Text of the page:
5. KenHashibe

    Kung Fu Screenings at the New Beverly Cinema in LA

    Here's the June 2019 schedule (open image in a new tab for a larger image): No kung fu/Hong Kong movies this month, but highlights for me are 2001, Once Upon a Time in the West, and Bullitt. I've unfortunately been really busy with work and haven't found the time to go to the New Beverly, so we'll see if I can make it to anything this month. I think I've seen the Cantonese and English version of The Master Strikes, and I agree that the English dub is much better. Also, though I'm not the biggest fan of the film, you have me intrigued with those extended scenes. I'm always interested in alternate versions of Hong Kong films. (I definitely would've hoped for some additional fight scenes 😁)
  6. KenHashibe

    Kung Fu Screenings at the New Beverly Cinema in LA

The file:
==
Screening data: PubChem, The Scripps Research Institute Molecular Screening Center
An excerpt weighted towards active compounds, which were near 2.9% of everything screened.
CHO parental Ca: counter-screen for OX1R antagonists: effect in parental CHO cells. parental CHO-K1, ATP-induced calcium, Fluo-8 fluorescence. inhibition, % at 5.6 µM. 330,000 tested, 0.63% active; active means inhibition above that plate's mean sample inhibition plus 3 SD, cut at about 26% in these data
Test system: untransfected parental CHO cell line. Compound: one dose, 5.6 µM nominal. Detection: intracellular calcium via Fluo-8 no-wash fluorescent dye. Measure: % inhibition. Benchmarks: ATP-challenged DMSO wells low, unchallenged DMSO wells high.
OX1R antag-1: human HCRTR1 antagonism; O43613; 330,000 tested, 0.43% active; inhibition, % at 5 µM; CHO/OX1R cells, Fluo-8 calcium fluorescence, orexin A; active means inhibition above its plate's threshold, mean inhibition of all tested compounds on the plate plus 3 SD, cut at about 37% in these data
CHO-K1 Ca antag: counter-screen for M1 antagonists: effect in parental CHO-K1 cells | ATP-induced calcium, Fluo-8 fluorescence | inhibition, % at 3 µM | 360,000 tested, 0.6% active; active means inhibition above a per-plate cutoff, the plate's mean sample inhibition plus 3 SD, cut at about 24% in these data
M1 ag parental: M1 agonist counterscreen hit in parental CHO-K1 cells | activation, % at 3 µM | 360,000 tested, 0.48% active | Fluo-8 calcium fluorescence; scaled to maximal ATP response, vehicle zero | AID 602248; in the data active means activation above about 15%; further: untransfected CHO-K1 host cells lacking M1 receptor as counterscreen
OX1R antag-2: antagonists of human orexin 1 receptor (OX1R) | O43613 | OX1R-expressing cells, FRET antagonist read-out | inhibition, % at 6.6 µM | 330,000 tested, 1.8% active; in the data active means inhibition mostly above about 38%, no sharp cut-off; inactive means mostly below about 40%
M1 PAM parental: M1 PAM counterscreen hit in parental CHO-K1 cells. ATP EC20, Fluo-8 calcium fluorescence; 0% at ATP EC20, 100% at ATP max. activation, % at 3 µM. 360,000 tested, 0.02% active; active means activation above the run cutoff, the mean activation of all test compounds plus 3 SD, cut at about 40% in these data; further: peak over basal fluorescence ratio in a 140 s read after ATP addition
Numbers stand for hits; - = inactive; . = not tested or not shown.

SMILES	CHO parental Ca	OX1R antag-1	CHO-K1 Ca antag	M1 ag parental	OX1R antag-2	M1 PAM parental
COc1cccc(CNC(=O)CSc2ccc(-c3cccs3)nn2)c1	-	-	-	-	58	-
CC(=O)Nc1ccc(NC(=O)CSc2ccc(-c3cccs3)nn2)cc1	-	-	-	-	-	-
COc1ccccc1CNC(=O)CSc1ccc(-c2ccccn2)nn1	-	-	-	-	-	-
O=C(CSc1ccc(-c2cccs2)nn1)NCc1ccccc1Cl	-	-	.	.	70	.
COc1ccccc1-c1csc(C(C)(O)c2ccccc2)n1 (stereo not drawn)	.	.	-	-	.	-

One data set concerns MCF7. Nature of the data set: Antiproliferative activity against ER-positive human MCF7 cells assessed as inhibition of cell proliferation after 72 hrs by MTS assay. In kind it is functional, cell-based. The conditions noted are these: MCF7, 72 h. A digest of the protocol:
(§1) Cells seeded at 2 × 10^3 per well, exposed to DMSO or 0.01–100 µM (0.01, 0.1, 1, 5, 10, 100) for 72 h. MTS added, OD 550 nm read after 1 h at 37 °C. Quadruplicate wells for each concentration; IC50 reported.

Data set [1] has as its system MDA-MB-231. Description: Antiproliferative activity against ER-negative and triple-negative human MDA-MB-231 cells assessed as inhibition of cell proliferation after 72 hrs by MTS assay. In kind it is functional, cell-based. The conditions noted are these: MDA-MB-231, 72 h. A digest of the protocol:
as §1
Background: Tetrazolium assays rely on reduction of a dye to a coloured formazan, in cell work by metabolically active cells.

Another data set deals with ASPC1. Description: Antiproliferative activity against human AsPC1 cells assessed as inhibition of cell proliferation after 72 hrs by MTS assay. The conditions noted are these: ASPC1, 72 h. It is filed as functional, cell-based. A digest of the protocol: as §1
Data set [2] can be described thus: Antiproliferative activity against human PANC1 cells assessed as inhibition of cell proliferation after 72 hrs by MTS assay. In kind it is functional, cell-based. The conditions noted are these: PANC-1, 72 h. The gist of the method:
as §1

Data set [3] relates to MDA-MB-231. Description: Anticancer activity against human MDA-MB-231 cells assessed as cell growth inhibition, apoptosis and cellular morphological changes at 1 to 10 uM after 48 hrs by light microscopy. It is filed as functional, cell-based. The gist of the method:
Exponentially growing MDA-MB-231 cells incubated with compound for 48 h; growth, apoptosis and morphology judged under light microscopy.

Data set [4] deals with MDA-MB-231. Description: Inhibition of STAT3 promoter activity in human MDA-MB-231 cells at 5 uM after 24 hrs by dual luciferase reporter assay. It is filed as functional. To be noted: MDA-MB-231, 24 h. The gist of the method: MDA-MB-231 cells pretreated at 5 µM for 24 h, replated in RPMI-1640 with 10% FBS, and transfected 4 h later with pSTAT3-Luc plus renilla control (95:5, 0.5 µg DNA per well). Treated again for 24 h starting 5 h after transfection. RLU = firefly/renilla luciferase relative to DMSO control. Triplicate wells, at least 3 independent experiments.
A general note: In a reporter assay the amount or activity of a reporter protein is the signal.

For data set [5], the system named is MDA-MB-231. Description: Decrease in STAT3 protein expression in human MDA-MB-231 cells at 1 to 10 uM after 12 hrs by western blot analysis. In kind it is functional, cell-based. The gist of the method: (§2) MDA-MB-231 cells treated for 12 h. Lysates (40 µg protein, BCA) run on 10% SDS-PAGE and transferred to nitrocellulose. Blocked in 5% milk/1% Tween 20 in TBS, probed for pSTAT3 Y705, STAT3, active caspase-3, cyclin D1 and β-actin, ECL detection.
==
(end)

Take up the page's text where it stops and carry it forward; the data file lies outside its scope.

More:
Here's the May 2019 calendar (open image in a new tab for a larger image): I'm very late this month, but here's the May calendar for the New Beverly. For Hong Kong cinema, they have a Kao Pao-Shu double feature on May 28th including Blood of the Dragon (which I actually haven't heard of before) and The Master Strikes (which I don't really like but I think the fights are incredible). If I'm free, I'd love to make it to see these films. Side note: I unfortunately wasn't free to see any of the Hong Kong films shown last month. Thanks for the comment! I try to be as specific as I can when I write these so the reader can almost share the experience. Unfortunately, I wasn't as in-depth this time, but I'm glad you enjoyed reading it! I'm actually not super knowledgeable with sound systems and digital audio, but going to the New Beverly so often has taught me a lot about how films were made and shown in theaters. It's such a fun experience going there because it's like you're stepping back in time. Thanks again!